The Importance of Connectivity in Ecommerce

in , , November 22nd, 2021

For most eCommerce sellers, technology is their lifeblood – it enables them to sell, manage and warehouse inventory, communicate with customers, and track orders as they move from manufacturer to warehouse to shipping provider. That tech stack represents what an eCommerce business is able to achieve, both in terms of external customer service and internal management and scalability. 

It’s especially important as merchants expand to multi-channel sales, which is critical for modern retail. Brands that sell across different platforms see as much as 3X the engagement as brands selling on a single channel – yet, your ability to do so is often dependent on whether or not your tech stack supports a given channel.

Retailers rely on platforms like Amazon for exposure, while using other channels like and eBay as additional revenue streams, and Shopify or their own website to improve brand loyalty and customer retention. 

ecommerce connectivity pipe17

Having synchronized processes and data across applications is critical in the new era of eCommerce, and connectivity is becoming more important than ever. So much so that companies like Pipe17 are focusing on delivering robust connectivity solutions designed to address the specific needs of ecommerce brands and merchants. 


Synchronized data enables multi-channel sales 

Multi-channel sales rely on synchronized data. It requires each of your eCommerce platforms communicate in as close to real time as possible. Without real-time inventory management, eCommerce stores can’t scale. If you can’t update inventory counts across channels, you’ll have to take on the high cost and risk of split inventory to avoid overselling. 

Synchronized data also impacts everyday processes, including data entry, product orders, and invoicing. If all your selling platforms communicate through a single data hub like Pipe17 that keeps all your data and processes in sync, data entry specialists can focus on other work.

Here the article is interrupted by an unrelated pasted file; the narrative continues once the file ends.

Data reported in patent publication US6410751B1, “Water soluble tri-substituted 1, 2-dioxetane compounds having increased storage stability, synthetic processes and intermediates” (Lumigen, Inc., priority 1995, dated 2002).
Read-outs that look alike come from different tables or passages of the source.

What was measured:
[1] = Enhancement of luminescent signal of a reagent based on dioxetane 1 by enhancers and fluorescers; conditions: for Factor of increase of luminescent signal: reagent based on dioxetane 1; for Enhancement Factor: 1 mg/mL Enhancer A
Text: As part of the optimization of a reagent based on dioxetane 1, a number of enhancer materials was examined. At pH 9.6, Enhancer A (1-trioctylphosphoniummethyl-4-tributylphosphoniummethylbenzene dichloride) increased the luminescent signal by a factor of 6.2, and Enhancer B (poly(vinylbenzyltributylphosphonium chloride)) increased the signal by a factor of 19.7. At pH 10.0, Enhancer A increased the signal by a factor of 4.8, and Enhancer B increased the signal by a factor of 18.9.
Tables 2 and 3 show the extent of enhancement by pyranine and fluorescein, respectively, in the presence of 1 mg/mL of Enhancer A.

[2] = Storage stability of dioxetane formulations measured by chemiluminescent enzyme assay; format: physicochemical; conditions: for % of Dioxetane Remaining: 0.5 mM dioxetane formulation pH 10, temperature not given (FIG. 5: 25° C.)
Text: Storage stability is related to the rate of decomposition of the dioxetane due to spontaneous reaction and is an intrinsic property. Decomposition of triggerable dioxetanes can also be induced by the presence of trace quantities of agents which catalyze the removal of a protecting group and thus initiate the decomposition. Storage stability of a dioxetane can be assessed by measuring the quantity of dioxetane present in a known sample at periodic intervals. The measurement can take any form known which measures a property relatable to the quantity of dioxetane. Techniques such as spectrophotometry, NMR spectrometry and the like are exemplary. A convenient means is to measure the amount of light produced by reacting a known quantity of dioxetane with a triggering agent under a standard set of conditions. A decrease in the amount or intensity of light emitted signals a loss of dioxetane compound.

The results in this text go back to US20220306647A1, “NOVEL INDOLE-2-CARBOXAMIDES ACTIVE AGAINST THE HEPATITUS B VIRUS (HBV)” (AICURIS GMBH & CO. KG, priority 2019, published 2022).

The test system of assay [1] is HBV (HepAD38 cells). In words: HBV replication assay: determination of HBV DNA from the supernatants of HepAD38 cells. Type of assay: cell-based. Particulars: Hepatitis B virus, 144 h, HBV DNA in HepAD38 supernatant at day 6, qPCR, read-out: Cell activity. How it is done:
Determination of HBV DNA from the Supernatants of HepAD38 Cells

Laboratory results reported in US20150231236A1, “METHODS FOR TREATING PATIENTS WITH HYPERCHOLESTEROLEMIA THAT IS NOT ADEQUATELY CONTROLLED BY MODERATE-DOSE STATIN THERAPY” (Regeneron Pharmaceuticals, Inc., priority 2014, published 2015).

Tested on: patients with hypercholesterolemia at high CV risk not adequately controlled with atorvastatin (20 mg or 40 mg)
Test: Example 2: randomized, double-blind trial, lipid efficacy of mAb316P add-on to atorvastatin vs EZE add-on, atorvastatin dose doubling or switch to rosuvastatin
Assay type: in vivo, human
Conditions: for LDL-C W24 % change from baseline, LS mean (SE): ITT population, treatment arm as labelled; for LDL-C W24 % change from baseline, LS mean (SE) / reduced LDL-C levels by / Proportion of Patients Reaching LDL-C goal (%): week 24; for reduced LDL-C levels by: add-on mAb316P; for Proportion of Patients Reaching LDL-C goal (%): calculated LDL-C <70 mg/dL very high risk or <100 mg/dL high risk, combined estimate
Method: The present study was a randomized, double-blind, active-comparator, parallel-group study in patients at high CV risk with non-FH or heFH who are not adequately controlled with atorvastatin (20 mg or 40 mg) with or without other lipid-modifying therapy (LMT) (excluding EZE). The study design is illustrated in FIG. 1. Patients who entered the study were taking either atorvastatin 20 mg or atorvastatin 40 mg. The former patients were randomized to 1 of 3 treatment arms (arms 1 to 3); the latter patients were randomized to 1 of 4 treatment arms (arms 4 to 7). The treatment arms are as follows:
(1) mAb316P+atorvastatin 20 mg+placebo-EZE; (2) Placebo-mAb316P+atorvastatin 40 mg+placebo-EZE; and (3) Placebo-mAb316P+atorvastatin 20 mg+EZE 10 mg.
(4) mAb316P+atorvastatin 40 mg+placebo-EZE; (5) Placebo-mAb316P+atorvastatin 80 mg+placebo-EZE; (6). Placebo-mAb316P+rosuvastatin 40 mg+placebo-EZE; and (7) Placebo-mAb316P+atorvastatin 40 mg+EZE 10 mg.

If they don’t, you’ll need someone to manually upload orders from one platform to the next. You’ll have to manage orders on multiple platforms, which carries many risks, including greater human error and missing orders.


Too many eCommerce systems don’t connect 

While businesses observe an increasing need for platforms to “talk” to each other, the reality is slow to catch up. Today’s eCommerce market is flooded with new applications and tools which, for the most part, is a good thing; sellers have more choice than ever in terms of how to grow their business.

But, without a foundation of pervasive connectivity between these options, many are forced to choose sales and fulfillment channels based on what their ERP can support (or how much it will cost to support them in the ERP). There are a number of ways to get to this connectivity foundation. 

While many systems offer an API, and 67% of developers embrace API-first development, using API requires in-house developers or paying for custom connectors, which can cost many thousands of dollars up front. Most eCommerce teams like to keep operating costs low, meaning custom development is out of the question. 

Some applications come with built in connectors, but these are often deficient because they don’t support the full range of eCommerce applications and processes that the business requires. Lack of connectors isn’t the only problem with eCommerce connectivity: 

  • Connectors that only transmit limited data types and don’t cover some of the use cases that customers require, e.g. product catalogue synchronization. 
  • Connectors that only push data one way. This means Amazon and Walmart can update inventory in the ERP, but you also need the ERP to automatically adjust reconciled inventory back to those marketplaces and any other channels. Otherwise, you’ll oversell. 
  • Managing multiple point-to-point connectors. eCommerce sellers find they lose track of connections, things break without them noticing, and then the whole process goes wrong.